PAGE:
Asbestos Law Update
Asbestos is the biggest cause of occupational deaths in the UK, with an estimated 4,000 people dying every year from related diseases such as mesothelioma and lung cancer. On 6 April 2012, new Regulations regarding the control of asbestos came into force.
The Control of Asbestos Regulations 2012 revoke and replace the existing 2006 Regulations, covering the prohibition of asbestos, the control of asbestos at work and asbestos licensing. The reason for the change is that the European Commission (EC) concluded that the UK had not fully implemented a Directive on the protection of workers from the risks of exposure to asbestos.
The new Regulations narrow the types of work to which the exemptions apply, meaning employers carrying out certain types of low risk, short duration work, particularly with ‘friable’ (crumbly) asbestos are no longer exempt from requirements to:
- Notify the work to the relevant enforcing authority;
- Carry out medical examinations; and
- Keep registers of work with asbestos.
The Regulations prohibit the importation, supply and use of all forms of asbestos. They continue the ban introduced for blue and brown asbestos in 1985 and for white asbestos in 1999. They also continue the ban on the second-hand use of asbestos products such as asbestos cement sheets and asbestos boards and tiles, including panels that have been covered with paint or textured plaster containing asbestos.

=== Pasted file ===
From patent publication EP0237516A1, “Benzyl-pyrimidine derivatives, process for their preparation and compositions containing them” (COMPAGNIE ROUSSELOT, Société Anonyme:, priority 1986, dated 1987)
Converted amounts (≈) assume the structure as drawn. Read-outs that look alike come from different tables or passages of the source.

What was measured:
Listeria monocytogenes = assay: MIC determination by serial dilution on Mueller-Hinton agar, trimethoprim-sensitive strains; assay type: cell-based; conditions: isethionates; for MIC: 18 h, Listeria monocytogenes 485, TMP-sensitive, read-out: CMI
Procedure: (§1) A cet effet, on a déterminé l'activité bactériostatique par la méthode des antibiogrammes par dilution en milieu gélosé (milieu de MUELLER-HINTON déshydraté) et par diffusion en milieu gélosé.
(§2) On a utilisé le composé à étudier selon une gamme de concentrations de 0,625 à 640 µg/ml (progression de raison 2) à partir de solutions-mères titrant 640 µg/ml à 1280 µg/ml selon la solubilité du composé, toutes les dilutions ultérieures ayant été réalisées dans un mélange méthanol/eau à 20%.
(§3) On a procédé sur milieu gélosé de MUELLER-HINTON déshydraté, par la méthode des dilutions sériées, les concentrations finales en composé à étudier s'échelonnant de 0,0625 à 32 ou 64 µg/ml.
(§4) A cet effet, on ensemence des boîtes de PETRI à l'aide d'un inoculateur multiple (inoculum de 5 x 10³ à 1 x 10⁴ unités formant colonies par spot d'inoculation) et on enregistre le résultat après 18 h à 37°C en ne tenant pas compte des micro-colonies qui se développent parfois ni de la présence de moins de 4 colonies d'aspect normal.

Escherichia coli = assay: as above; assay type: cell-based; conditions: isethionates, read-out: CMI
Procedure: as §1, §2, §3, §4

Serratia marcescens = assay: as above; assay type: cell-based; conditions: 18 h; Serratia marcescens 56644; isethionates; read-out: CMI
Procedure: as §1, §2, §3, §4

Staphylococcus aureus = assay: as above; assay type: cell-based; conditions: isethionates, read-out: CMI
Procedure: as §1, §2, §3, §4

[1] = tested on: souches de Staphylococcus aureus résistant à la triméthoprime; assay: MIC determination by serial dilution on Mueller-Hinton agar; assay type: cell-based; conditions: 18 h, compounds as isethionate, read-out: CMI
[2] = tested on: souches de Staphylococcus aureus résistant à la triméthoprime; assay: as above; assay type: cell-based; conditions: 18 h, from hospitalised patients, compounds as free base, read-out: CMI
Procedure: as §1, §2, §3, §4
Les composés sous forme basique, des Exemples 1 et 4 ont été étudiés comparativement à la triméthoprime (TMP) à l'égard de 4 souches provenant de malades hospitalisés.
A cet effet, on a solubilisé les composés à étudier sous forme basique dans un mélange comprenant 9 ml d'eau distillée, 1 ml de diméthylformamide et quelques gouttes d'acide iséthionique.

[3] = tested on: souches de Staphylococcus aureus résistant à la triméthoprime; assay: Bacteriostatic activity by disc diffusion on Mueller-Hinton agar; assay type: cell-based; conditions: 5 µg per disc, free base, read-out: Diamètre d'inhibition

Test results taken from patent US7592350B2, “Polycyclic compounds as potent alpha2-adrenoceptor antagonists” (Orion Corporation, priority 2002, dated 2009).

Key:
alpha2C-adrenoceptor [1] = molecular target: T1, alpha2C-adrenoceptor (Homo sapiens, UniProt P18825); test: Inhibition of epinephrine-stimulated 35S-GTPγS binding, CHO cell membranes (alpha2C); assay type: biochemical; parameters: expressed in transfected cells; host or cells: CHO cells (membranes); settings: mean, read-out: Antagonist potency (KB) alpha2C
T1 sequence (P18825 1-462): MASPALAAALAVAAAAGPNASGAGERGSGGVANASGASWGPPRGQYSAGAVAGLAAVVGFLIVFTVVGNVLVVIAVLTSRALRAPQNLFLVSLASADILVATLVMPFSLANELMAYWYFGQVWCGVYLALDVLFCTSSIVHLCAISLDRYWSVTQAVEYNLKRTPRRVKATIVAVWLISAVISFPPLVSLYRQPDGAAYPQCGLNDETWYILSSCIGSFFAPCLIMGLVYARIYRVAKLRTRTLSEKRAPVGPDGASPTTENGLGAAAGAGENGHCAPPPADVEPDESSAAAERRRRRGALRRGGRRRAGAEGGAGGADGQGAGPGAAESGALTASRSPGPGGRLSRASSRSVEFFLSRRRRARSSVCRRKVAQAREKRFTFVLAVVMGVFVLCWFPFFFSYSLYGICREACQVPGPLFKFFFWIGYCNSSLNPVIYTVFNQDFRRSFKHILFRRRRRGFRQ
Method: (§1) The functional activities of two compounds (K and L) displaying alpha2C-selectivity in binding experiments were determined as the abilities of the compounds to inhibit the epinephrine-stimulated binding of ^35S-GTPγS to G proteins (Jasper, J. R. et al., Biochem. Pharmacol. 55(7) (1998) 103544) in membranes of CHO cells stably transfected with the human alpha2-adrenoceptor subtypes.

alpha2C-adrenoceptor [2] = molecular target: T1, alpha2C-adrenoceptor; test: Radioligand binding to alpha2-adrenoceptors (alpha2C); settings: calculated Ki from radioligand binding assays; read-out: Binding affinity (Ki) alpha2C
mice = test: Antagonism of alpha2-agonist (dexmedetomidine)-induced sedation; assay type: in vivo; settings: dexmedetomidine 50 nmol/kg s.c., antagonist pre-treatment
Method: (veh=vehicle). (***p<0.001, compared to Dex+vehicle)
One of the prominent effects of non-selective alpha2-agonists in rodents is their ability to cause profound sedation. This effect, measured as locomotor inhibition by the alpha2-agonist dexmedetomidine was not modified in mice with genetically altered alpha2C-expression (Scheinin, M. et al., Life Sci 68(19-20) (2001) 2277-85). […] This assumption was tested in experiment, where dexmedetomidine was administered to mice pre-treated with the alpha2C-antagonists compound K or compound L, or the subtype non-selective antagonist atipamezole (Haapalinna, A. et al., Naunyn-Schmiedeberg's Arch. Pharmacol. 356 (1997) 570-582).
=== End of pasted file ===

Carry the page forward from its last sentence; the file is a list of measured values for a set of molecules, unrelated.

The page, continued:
The ban applies to new uses of asbestos. If existing asbestos-containing materials (ACMs) are in good condition, they may be left in place, their condition monitored and managed to ensure they are not disturbed.
The changes are most likely to affect employers (including the self employed) who carry out short duration work on plant and equipment or buildings which contain asbestos materials and those who procure such work. Furthermore employers who are having asbestos work carried out by contractors should ensure that their contractor has notified the authorities where relevant.
The Electrical Contractors’ Association (ECA) has warned that new asbestos legislation will “undoubtedly lead to extra costs for many employers in the electrical contracting industry”.
Paul Reeve, the Head of Health and Safety and Environment at the ECA, said, “The Health and Safety Executive has put considerable thought into limiting the financial impact of the changes, but the new Regulations will still require thousands of maintenance contractors to provide three-yearly respiratory health assessments for tens of thousands of their operatives. This could lead to a significant increase in costs.”
He added, “A major practical problem is that contractors can’t predict if an employee will actually do any ‘notifiable non-licensed work’. However, they will need regular health assessments, just in case they are required for this type of project. The extra cost will also widen the gulf between responsible small contractors and ‘cowboys’, who will take their chances and not carry out health surveillance.”
The ECA said it hoped to work with the Health and Safety Executive on delivering the most cost-effective routes to health surveillance and that an authoritative explanation of the costs and benefits of the newly required surveillance would be welcomed.